Mapping Thesis Statement

WHAT IS A THESIS?

A thesis statement is one or two sentences in your introduction that explains the core idea of your paper. The thesis is the foundation of the paper and should act as a roadmap for your paper. It should not only be a guide for the reader, but for the writer as well.

 

When writing your thesis, think about how you want to get your point across to the reader. State your claim and make sure it is arguable. Knowing what you’re going to argue helps you take you in the right direction and stay on track. A thesis is usually located near the end of the introduction, often the last sentence of the introduction. This provides a smooth transition into the body of the paper.

 

HOW TO DEVELOP YOUR THESIS

Before developing an argument you must collect and organize evidence. Look for possible relationships between known facts (such as surprising contrasts or similarities), and think about the significance of these relationships.

 

Remember… writing your thesis is a process. Writing your thesis is like learning a new soccer move. You have to keep working with it to perfect it.

 

Let’s say your professor assigns you a 3 to 4-page paper and you have to write about consumerism in America. Before even thinking about writing your thesis, do some research. What usually works for me is typing the topic into the search bar and then I briefly educate myself on the topic. By doing this, I am familiarizing myself with the topic and it makes it easier to narrow down what I want to write about. After doing some research, ask yourself an arguable question? Your thesis should be the answer to your question.

 

HOW TO KNOW IF YOUR THESIS IS STRONG

Ask yourself these four questions:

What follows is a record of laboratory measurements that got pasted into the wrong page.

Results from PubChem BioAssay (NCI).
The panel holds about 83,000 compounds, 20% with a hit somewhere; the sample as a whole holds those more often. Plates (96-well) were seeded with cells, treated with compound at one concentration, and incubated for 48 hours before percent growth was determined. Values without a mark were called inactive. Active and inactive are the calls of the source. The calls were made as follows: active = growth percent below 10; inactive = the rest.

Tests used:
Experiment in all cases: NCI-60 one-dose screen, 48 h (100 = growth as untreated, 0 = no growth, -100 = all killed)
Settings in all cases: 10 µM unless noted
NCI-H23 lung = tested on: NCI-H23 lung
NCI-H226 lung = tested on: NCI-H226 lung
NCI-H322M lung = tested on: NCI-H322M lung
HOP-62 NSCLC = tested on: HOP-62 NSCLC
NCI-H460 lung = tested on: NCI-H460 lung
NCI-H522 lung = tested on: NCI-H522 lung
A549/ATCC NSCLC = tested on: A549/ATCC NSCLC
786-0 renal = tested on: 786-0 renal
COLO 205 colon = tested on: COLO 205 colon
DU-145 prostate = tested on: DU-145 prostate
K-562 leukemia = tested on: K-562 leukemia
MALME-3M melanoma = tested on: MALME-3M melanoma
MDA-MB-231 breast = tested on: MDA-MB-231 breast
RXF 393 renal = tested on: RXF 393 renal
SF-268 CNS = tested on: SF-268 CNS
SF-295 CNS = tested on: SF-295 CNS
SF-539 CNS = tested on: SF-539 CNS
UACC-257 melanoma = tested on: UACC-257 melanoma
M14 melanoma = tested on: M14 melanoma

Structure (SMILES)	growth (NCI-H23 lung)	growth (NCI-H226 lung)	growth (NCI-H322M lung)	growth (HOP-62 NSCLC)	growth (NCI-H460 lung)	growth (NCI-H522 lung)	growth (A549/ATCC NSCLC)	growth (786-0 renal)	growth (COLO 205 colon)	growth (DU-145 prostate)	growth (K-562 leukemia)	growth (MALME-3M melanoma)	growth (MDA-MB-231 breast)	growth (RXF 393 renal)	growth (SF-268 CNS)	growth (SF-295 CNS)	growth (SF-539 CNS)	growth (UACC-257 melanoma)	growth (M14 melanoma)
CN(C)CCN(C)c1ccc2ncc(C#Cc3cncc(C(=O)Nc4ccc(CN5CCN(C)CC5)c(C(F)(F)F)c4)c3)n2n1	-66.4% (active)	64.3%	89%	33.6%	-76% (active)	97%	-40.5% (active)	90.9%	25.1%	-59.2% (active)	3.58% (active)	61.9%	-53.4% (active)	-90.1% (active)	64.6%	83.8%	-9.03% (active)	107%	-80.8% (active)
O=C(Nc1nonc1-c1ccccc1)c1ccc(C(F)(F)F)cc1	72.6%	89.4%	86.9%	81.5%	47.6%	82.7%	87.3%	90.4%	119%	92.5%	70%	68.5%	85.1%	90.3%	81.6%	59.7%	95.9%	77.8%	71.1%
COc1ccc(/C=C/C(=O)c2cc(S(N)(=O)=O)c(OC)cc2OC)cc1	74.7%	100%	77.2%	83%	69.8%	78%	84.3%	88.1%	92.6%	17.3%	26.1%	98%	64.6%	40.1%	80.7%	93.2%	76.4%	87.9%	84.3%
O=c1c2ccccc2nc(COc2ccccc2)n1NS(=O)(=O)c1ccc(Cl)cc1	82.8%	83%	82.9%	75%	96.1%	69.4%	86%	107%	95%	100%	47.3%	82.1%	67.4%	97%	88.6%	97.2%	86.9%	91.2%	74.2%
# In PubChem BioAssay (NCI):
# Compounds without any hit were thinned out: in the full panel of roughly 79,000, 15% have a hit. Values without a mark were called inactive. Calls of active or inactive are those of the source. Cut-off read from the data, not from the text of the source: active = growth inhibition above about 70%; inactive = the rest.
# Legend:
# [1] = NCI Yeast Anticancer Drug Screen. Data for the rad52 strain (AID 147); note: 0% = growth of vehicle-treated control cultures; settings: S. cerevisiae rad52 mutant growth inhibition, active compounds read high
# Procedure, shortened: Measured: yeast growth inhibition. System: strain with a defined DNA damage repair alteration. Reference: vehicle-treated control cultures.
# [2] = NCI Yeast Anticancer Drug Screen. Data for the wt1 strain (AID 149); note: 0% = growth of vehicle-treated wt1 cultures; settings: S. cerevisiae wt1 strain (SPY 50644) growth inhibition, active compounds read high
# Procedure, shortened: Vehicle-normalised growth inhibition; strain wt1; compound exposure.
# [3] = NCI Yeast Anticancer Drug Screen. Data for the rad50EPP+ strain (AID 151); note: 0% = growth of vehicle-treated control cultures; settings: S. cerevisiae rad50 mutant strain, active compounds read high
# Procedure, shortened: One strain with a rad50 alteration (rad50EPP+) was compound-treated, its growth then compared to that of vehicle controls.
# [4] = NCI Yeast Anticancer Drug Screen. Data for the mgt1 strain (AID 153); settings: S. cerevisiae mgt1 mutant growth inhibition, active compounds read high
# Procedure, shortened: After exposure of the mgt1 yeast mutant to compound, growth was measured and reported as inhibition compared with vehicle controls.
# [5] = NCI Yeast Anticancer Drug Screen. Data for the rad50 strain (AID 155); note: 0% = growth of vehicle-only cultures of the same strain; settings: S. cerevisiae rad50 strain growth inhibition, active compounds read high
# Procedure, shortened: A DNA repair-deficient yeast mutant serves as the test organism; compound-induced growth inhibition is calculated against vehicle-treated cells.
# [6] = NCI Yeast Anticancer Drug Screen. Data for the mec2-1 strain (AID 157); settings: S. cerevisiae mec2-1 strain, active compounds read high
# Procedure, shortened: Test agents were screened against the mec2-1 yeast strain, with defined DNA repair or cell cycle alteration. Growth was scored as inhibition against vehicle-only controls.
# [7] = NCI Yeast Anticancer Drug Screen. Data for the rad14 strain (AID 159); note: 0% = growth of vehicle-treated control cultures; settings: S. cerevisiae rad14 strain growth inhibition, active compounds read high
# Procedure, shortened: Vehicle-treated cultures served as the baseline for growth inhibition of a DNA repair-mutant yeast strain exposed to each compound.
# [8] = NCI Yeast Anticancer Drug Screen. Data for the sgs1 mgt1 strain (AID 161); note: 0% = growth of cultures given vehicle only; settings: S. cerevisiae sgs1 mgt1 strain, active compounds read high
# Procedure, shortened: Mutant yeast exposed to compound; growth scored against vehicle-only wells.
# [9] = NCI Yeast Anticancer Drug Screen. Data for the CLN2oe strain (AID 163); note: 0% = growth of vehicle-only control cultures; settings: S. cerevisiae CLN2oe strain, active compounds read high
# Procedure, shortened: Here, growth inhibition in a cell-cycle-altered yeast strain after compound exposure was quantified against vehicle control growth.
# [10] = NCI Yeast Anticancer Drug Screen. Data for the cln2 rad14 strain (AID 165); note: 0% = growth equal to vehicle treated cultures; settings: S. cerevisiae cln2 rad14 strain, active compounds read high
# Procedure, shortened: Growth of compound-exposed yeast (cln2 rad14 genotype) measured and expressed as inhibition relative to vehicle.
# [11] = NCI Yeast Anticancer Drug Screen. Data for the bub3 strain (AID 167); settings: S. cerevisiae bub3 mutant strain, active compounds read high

1. Is my thesis statement specific enough?

Vague thesis statements do not usually have strong arguments.

  1. Have I taken a position that others might challenge or oppose?

If your thesis statement isn’t arguable, you’re simply making a statement, not a thesis statement.

  1. Did I answer the question?

Be sure to follow directions and respond to the proper task.

  1. Does my thesis pass the “So what?” test?

Your reader should be able to form a relationship with the thesis and the thesis should connect to a larger issue.

 

BAD EXAMPLES

Miley Cyrus is a bad role model for teens.

 

The North and South fought the Civil War for many reasons, some of which were the same and some different.

 

GOOD EXAMPLES

Miley Cyrus is an inadequate role model for teens, as she advertises drug and alcohol abuse in her hit song, “We Can’t Stop.”

 

While both sides fought the Civil War over the issue of slavery, the North fought for moral reasons while the South fought to preserve its own institutions.

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The Thesis Statement
A persuasive essay—which will many (if not all) of your writing assignments in college will be—advocates a particular position that can be argued for or against.  That position will be expressed in a thesis statement. Simply put, a thesis tells the reader your topic and your position on that topic.  For example: